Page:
What is Binocular Vision?
Our eyes are an inch or two apart, each with own lens and retina to process information. However, when we look at a scene, we see one image and not two as one would expect. Why is this so? It’s because of what we call ‘ binocular vision’; the innate ability of the brain to coordinate with the eyes, merging two different images from our two eyes to become one image. It enables us to see better, comfortably, judge depth and distances in a better way.
What is Binocular Vision Capability and Why is it Important?
Binocular vision is important for the following reasons:
It allows you to perceive distances and depths correctly so you can walk without tripping, pick things from the ground easily, and walk around without bumping into things. It makes manoeuvering through crowds possible, reading comfortable, and driving safe a safe activity. Without binocular vision, one’s life would greatly be affected.
Not every person has this ability to process information from both eyes to a smooth, single image. Sometimes, disorders occur that cause a malfunction, with the affected person experiencing double vision. The resulting vision is known as monocular vision and can be uncomfortable and stressful to endure.
What are The Causes of Binocular Vision Disorders?
Binocular vision disorders, (BVDs), are mostly inherited. A child could be born with misaligned eyes which later cause BVD. Another cause is some neurological diseases that cause muscles to malfunction. Old age, too, is a known cause for BVD as a result of eye muscle degeneration. Injuries to the head or head trauma can make someone to develop BVD later in life.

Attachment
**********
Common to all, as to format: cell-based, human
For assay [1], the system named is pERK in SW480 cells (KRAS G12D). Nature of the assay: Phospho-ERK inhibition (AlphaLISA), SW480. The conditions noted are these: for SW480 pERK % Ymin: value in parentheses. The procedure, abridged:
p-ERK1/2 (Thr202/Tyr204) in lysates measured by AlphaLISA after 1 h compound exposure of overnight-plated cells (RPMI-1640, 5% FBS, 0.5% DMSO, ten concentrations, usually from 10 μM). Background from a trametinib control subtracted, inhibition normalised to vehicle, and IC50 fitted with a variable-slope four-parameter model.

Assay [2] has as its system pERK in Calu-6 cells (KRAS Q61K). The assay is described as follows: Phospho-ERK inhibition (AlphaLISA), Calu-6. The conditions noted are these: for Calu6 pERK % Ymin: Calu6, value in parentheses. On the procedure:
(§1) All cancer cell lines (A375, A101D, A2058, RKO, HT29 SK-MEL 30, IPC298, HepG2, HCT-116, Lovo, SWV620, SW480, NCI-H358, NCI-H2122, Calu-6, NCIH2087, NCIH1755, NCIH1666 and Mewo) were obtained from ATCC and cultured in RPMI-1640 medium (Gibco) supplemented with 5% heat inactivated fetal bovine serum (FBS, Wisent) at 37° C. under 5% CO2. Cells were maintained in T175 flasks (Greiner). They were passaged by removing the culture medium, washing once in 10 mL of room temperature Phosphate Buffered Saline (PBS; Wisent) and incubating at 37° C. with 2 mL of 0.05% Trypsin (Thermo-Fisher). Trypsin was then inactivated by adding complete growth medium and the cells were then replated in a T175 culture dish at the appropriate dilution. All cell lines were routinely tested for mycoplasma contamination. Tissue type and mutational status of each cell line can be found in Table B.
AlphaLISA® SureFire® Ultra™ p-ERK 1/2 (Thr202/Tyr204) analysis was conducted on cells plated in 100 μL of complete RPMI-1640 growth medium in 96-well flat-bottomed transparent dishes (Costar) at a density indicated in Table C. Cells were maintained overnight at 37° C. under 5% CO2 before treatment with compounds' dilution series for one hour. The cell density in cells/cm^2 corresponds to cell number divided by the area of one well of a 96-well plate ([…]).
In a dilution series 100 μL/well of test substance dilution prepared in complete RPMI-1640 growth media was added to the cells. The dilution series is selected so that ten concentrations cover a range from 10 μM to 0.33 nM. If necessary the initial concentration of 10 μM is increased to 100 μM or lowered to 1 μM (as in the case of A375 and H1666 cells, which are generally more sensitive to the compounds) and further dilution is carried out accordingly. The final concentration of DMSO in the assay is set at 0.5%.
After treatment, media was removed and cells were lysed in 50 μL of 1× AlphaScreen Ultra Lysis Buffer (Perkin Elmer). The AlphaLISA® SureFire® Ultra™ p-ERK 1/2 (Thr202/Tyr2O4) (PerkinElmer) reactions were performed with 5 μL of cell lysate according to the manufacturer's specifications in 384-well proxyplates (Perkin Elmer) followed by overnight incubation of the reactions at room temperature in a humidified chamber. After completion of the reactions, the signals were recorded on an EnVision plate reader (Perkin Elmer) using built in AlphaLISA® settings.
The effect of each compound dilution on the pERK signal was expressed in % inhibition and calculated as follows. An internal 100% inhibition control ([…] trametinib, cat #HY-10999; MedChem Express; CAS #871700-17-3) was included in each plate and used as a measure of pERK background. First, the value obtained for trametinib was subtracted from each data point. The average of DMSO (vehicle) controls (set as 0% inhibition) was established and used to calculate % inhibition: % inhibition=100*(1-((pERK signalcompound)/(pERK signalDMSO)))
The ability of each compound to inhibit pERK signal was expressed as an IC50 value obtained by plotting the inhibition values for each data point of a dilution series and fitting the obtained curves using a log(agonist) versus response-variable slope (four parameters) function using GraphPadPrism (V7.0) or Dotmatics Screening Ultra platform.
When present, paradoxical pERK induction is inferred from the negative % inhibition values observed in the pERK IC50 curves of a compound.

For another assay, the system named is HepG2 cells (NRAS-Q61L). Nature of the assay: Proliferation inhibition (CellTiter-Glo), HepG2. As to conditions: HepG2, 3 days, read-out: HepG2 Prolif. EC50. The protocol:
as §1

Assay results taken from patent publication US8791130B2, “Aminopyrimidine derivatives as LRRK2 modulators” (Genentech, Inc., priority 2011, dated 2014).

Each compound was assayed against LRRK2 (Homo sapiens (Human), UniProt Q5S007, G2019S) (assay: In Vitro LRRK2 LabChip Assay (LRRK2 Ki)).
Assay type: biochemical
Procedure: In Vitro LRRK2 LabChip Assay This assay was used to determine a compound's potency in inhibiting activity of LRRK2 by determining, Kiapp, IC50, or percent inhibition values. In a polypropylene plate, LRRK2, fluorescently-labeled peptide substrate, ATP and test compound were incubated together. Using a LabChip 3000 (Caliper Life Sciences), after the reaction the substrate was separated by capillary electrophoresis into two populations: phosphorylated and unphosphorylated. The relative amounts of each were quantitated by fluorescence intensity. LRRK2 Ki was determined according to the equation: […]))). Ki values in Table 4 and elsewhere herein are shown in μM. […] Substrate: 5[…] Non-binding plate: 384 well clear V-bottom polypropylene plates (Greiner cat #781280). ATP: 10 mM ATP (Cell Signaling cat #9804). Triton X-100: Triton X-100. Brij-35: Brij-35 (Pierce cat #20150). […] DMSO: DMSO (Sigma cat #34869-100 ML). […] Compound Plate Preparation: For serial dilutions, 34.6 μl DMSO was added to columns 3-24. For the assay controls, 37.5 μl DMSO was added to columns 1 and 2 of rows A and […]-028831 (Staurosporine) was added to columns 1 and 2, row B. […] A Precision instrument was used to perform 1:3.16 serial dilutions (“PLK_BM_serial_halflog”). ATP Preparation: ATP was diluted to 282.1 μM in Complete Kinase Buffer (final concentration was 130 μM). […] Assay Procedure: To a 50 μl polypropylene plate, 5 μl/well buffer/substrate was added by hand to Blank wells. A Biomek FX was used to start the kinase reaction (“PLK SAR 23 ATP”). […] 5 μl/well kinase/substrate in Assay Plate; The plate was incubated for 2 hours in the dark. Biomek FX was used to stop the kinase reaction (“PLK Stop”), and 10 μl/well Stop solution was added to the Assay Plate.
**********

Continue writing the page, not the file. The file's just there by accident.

Binocular vision disorders include:
- The eyes failing to focus simultaneously in the same direction
- The ‘lazy eye’, a disorder quite common in children and infants. It usually affects one eye when the brain prefers one eye over the other
- The brain failing to process images from both eyes
- Convergence insufficiency or when the eyes fail to turn towards each other when viewing objects at close range
Other binocular vision impairments are cataracts, nearsightedness, and farsightedness
What are The Symptoms Binocular Vision Disorders?
Symptoms vary according to cause. They’re mainly caused by the strain put on the eyes as the brain tries to move the muscles of the eyes to correct the images coming in. The symptoms range from mild to severe depending on the level of misalignment of the eyes, or the degree of eye muscle damage. They include:
- Double vision
- Headaches varying from mild to severe
- Unsteady gait as a result of misjudging distances and depths
- Feelings of lightheadedness
- Problems with the sinuses with bouts of pain in the nose and the jaw areas
- Increased sensitivity to light
- Problems reading from a book or a screen, with text occasionally overlapping
- Motion sickness and general feelings of nausea
- Feelings of discomfort in the upper body as a result of having to twist it trying to focus the eyes. Or there could be lines of the forehead brought about by frequent lowering if he head trying to focus the image perceived
- Anxiety and phobia for crowds as a result of seeing multiple images of people which causes loss of direction and dizziness
- Walking into other peoples lanes unintentionally while taking a normal walk
- Perceived motion of objects from the sides of the eyes when none are moving
- Reading text more than once to understand it or losing track of place when reading, forcing one to use a finger to navigate
There are many symptoms of binocular vision disorders, some common and others not too common. Because some of the symptoms may be unrelated BVDs, it’s always advisable to seek the advice of an eye specialist for a proper diagnosis. Only after tests can the doctor tell if someone has a problem with their binocular vision ability.
Treatment involves giving corrective glasses, so the eye muscles don’t strain anymore to correct an image. Usually, patients show improvement less than an hour after wearing the prescribed spectacles with the major symptoms disappearing altogether.
With the stress the loss of binocular vision brings to one’s life, you should consider getting medical help at the slightest onset of symptoms. Symptoms can at times take long to manifest and visiting an ophthalmologist on a yearly basis to have your vision tested would help.